The hills kept on sparkling with fire. The Rangers kept on pumping bullets at the enemy. Finding his nerve, Burch went turbo with his machine gun. He was scared for himself, his friends, and Sadboy. Faces swirled through his mind, but he soon forgot them. Burch became intoxicated as his 240 shook his brain. The violence was grand. He didn’t expect a gunfight to feel so good, and now a single glorious image ruled his awareness—he saw a burning zeppelin. And down it went in brilliant flames.
Burch fired in six-to-nine-round bursts. His special technique for controlling the gun’s rhythm was saying Die motherfucker die in his head. Finishing the phrase, he eased off the trigger to reset his aim. Then he mashed down the trigger again. Die motherfucker die. The barrel was glowing. A pile of brass clinked at his boots.
The Rangers used rifle-mounted grenade launchers. Thump…thump…thump. The grenades leapt from the tubes but kept falling short. The ridge was just out of range. Three Rangers wrestled AT4s off rucksacks and yanked the safety pins. “Backblast area clear.” The first antitank round vaporized a granite statue. The next split a boulder. Another splintered a tree. The enemy ran for defilade.
A ringing quiet came over the hills. Burch remembered Sadboy. Running for the courtyard with his temples thumping in his helmet, Burch envisioned what he would see when he rounded the corner: Sadboy in a pool of blood, with lifeless eyes, his pan and chipas flung about, his cooking fire smoldering. Sadboy would be light when Burch picked him up—just a boy, a hungry little boy.
But when Burch actually rounded the corner, Sadboy was on his haunches, tending his chipas, just as he had been before the fight. He flicked his wrist. The sizzling chipas flipped in the pan. He did it again. The chipas flipped higher. Burch realized Sadboy wasn’t going to run off in a panic and piss away his investment. This little dirt-eating kid was nickel-plated.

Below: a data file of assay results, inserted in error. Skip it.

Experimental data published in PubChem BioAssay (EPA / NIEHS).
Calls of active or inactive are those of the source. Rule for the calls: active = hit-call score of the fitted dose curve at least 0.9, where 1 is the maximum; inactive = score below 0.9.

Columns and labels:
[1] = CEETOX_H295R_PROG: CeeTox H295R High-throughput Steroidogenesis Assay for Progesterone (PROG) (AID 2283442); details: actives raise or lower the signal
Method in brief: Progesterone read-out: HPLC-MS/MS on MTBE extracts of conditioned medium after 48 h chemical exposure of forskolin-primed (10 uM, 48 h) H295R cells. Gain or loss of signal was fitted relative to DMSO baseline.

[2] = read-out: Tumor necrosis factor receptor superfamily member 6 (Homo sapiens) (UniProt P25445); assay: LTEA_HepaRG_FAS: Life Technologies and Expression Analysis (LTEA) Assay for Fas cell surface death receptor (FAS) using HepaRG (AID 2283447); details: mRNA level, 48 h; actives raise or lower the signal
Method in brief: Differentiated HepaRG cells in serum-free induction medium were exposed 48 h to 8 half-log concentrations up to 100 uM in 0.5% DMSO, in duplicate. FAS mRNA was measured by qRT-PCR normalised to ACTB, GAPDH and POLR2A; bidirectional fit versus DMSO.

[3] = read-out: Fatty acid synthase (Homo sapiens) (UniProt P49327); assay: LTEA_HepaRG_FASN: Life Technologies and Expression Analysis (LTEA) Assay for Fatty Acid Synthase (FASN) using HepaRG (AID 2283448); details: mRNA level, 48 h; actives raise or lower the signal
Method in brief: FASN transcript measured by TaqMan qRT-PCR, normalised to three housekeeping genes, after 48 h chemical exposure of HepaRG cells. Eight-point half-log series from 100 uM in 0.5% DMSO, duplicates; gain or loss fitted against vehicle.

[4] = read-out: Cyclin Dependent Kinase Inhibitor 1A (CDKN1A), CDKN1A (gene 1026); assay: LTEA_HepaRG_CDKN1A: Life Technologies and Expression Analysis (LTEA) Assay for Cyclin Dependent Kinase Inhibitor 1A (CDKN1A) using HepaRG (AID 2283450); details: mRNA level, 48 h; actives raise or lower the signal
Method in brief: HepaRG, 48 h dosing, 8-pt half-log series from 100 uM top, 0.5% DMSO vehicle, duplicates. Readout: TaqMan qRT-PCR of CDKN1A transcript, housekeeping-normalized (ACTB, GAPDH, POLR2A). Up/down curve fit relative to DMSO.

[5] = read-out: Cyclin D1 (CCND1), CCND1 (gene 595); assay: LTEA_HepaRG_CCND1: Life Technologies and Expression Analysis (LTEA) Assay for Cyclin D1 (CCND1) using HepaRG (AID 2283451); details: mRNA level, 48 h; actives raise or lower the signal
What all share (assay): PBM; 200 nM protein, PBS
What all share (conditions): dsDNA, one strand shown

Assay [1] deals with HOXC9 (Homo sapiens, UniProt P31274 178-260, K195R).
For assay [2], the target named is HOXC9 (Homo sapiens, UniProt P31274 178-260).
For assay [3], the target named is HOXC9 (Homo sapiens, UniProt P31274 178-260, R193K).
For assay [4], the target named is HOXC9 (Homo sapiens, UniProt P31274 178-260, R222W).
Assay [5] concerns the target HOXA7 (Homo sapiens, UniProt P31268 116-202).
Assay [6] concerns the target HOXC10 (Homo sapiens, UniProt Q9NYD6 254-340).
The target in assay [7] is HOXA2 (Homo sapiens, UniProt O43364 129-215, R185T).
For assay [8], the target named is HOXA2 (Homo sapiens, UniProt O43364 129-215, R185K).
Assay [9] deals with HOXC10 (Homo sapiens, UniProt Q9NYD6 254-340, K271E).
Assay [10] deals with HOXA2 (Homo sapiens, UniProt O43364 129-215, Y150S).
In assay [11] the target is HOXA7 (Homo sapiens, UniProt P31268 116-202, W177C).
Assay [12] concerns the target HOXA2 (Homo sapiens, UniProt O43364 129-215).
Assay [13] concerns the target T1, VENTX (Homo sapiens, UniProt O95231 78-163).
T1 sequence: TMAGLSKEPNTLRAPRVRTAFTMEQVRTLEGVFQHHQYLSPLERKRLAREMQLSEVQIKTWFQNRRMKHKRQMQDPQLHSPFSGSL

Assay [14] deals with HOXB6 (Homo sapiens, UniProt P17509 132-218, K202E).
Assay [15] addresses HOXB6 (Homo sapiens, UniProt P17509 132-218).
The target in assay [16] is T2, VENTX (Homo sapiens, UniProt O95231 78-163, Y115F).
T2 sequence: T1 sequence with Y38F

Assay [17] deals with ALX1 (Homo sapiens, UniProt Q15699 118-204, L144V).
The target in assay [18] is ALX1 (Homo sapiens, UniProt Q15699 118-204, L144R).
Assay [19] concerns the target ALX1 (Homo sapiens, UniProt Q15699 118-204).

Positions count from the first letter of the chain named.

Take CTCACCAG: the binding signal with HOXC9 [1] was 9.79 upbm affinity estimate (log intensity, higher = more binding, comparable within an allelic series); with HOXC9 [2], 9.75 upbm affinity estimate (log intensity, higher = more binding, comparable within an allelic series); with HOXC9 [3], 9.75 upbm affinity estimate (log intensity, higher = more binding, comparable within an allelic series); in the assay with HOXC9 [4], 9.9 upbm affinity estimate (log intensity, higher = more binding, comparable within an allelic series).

Sadboy looked up, showing Burch the tear-shaped birthmark under his eye.
He chirped, “Chipas? Chipas?”
Day 1 of tour
In the Hindu Kush range, the snowline was fourteen thousand feet. The forest started at ten thousand. Everything below that was battlefield. The all-seeing peaks of this range were the tail of the Himalayas. The bellies of the mountains hid wheelbarrows full of jewels—wild topaz, rubies, emeralds, and aquamarines. Snow leopards weaved through cliff bands on snowshoe-sized paws. To the east were the titans that bewitched climbers from around the world, peaks such as K2 and Buni Zom.
It was April 1 when a Chinook helicopter chugged over these mountains with the forty-three men of Newt platoon riding in back. The Newts were mountain commandos. They fought on foot, and on skis if need be. The Chinook carrying them flared over a lone flat spot in the terrain.
The youngest trigger puller in the platoon, Pvt. Danny Shane, sprung from his cargo net seat. Shane was splinter thin but wore his uniform well. He mustered a half smile at the others. Inside he was thrashing like a hooked trout.
The bird touched down and Shane hustled over the ramp. He had the honor of claiming first one on the ground. It was something he’d been waiting for. Shane ran for a copse of pines fifty yards distant and dropped to a knee. At that moment, he was a mere fleck in a valley that ran north–south for fifteen miles. The valley mouth was at the north end; so was the Blue River. On the south end the terrain rose sheer to peaks over eighteen thousand feet. Steep ridges walled in the valley on the east and west. Altogether, it was a jagged culvert lying sinuous among giants.
The Chinook throttled up. Downwash blasted Shane. The rucksack he wore almost matched his body weight. He teetered backward, arms windmilling, and fell over a downed trunk. Lying on his back, he flailed to get up, all the while thinking, Stupid, stupid. After struggling to a knee, Shane glanced at his squad leader, hoping he hadn’t seen.
Sergeant Burch was shaking his head.
A minute on the ground and you’ve made a fool of yourself, thought Shane.